AMSTERDAM, Netherlands - The sweet smell of barley mash fills the brewing hall. Water and foam spritz down on visitors' heads as they watch a film about fermentation, as seen from the perspective of beer. Next up: the tasting.
No wonder they call this the "Heineken Experience."
One of Amsterdam's most popular attractions among young adults, the Experience has reopened after a year of renovations.
Long gone are the days when the tour, located on the site of Heineken's former brewery in Amsterdam, was mostly a way to drink unlimited amounts of booze.
The remodeled version lives up to its name, a cross between corporate museum and a chance to achieve rapture with one of the world's most-recognized beer brands.
Though for cynics the Experience may feel like one long advertisement, for those who love the beer, it's "a pilgrimage," said Bob Rogers, a branding expert who advised Heineken on the museum's renovations.
"We wanted to bring back the connection with beer-making, and the history of Heineken, to help people see it, touch it, taste it," he said.
The new Experience updates its offerings with several high-tech exhibits targeting the "YouTube" generation.
For instance, visitors can perform karaoke of the cheesy Dutch classic song "Tulips from Amsterdam" against a backdrop of canals - and instantly send a video clip of themselves by e-mail to their friends.
The tour begins with a short film designed to praise Heineken's history, in which the word "quality" is mentioned a dozen or more times.
It gets better from there.
After wandering through historical Heineken artifacts, visitors are offered a chance to see and touch barley and hops, two of the main ingredients of beer.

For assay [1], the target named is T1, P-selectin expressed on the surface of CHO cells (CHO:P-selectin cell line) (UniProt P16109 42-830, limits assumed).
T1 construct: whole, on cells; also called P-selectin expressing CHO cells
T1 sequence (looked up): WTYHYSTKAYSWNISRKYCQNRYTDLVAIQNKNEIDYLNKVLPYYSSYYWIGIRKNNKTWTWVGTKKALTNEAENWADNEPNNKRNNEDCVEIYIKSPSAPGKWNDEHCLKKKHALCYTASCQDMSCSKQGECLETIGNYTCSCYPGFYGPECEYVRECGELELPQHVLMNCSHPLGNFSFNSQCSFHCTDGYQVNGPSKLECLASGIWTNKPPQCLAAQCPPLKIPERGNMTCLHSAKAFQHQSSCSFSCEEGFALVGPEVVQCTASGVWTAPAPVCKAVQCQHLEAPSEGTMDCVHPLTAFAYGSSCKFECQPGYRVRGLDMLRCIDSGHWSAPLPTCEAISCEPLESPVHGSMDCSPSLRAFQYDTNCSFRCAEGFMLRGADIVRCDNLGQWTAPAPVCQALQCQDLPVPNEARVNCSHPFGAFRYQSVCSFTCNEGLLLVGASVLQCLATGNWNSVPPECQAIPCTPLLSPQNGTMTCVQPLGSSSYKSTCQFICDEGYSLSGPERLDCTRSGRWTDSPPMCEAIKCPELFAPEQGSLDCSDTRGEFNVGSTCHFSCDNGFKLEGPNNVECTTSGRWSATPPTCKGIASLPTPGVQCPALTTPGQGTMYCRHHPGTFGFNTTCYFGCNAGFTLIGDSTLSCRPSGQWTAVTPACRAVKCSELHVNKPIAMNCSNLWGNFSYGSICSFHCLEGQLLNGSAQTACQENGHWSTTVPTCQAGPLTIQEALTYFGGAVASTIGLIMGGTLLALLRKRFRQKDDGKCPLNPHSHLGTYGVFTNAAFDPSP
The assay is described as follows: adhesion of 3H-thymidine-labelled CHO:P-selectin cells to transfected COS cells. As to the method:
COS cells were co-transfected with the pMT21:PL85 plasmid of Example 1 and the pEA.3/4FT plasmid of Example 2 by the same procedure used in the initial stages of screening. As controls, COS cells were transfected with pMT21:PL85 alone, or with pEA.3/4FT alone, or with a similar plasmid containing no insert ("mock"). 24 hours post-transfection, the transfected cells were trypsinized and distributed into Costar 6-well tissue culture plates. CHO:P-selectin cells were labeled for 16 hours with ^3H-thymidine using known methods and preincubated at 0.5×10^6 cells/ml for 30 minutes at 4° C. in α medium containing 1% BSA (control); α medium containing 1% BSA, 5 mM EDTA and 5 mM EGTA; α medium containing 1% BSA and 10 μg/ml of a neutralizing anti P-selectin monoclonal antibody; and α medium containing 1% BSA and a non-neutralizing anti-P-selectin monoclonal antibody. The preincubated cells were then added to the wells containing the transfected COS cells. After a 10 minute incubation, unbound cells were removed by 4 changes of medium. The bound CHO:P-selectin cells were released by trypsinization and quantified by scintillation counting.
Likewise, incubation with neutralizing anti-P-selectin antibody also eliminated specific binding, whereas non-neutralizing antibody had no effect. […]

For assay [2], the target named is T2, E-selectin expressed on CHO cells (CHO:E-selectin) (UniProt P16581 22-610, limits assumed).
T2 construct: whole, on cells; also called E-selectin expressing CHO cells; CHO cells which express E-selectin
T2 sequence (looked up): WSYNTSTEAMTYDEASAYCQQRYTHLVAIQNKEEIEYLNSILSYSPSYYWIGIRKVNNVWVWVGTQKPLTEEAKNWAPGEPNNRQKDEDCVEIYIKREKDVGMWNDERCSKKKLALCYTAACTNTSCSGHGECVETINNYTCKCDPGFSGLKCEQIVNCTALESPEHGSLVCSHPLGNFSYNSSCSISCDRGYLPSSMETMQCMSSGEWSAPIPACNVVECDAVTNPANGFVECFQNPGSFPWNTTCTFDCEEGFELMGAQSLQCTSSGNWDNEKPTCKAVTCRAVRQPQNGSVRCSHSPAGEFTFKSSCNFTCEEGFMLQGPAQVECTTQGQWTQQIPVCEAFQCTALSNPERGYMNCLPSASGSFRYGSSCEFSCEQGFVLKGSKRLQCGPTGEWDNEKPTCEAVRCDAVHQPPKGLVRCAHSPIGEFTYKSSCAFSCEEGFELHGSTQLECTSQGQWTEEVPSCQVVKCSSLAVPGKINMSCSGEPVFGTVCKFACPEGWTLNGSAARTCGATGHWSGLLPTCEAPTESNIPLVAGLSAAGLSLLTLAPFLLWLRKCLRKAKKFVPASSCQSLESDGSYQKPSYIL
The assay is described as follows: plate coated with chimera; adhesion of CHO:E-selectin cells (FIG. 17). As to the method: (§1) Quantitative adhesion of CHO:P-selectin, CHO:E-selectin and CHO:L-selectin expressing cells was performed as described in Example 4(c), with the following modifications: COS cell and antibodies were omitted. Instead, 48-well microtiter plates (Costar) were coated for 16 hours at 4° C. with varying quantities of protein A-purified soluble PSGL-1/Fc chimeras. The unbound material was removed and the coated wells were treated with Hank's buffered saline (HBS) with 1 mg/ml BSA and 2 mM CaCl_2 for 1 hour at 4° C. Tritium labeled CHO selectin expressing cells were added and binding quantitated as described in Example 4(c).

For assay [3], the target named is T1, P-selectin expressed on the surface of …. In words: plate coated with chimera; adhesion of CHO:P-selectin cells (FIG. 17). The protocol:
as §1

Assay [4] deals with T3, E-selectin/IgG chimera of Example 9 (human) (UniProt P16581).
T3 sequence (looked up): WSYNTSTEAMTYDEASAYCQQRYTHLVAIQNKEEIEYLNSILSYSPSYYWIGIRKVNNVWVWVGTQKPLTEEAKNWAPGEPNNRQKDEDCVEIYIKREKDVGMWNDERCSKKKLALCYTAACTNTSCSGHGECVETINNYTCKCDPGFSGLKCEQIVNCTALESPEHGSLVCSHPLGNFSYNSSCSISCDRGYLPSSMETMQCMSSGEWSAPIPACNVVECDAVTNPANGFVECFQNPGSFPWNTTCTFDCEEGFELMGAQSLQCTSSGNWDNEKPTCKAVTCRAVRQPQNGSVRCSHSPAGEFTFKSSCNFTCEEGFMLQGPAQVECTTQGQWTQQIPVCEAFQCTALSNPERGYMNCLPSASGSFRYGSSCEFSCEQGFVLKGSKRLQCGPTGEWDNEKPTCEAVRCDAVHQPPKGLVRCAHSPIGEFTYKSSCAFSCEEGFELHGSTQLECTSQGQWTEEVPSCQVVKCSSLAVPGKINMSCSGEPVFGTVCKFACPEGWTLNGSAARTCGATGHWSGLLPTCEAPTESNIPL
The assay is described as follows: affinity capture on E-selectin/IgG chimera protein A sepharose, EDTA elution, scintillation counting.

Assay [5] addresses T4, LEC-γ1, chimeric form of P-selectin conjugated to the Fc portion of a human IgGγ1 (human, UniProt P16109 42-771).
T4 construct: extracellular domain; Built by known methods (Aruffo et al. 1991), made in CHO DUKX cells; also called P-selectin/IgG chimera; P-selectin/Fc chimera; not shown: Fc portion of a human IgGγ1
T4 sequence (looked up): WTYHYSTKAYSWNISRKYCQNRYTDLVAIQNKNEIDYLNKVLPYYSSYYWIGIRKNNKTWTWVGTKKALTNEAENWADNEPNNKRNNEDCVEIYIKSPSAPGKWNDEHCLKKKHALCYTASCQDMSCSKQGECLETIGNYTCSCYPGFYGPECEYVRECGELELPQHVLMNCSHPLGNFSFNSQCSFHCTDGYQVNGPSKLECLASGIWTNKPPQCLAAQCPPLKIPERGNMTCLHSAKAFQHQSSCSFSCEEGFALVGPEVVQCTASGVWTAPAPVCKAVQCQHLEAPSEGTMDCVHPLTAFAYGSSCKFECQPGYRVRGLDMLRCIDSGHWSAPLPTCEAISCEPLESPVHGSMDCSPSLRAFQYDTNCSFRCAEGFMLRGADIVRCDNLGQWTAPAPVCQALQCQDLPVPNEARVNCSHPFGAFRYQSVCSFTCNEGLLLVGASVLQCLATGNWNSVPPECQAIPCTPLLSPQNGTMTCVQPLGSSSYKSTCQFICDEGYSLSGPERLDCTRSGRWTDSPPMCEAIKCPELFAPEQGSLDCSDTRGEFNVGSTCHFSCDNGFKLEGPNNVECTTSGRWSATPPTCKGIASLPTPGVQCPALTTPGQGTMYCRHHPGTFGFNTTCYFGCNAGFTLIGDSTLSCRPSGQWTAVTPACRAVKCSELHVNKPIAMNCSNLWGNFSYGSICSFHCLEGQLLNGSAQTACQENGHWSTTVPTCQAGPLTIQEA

Next they enter a stylish art-deco hall filled with massive copper brewing kettles.
An actor plays the part of master brewer, explaining the brewing process while stirring a steaming cauldron full of "wort" - the mash that is mixed with yeast before beer is fermented.
Visitors can grind some barley or taste the wort if they like.
Next is the low-impact "Brew U" ride, where visitors are encouraged to "be the beer" and witness brewing and bottling from the perspective of the amber liquid.
At the halfway mark, visitors are offered their first taste of the holy Heineken itself.
A bartender demonstrates how to tap a beer properly - a head of foam keeps a beer at its best - and gives helpful tips on tasting.
Along the way, visitors are initiated into some of the secrets of Heineken. For instance, Heineken uses its own proprietary strain of yeast, the beer equivalent of Coca Cola's secret formula or Kentucky Fried Chicken's secret recipe.
There are homages to the advertising savvy that made Heineken the second most popular imported beer in the United States, including one room full of nostalgic Heineken posters.
Another room is lit with green lights and outfitted with futuristic reclining chairs where visitors can relax and view Heineken television advertisements of years past.
Other attractions include a chance to order a bottle of Heineken with a personalized label, watch clips from Heineken-sponsored soccer matches or see your own image superimposed on one of Heineken's James Bond advertisements.
At the end of the tour comes - what else? - a bar stocked entirely with Heineken. The roof is decorated with thousands of the company's hallmark green bottles.
As a gag, bartenders serve water to anybody who tries ordering a Bud. *
Stadhouderskade 78, Amsterdam; www.heinekenexperience.com. Reachable by trams 16, 24 and 25 from Central Station. Open daily 11 a.m.-7 p.m. $21 (15 euros), includes two beers. Under Dutch law, people aged 16 and older can drink alcohol.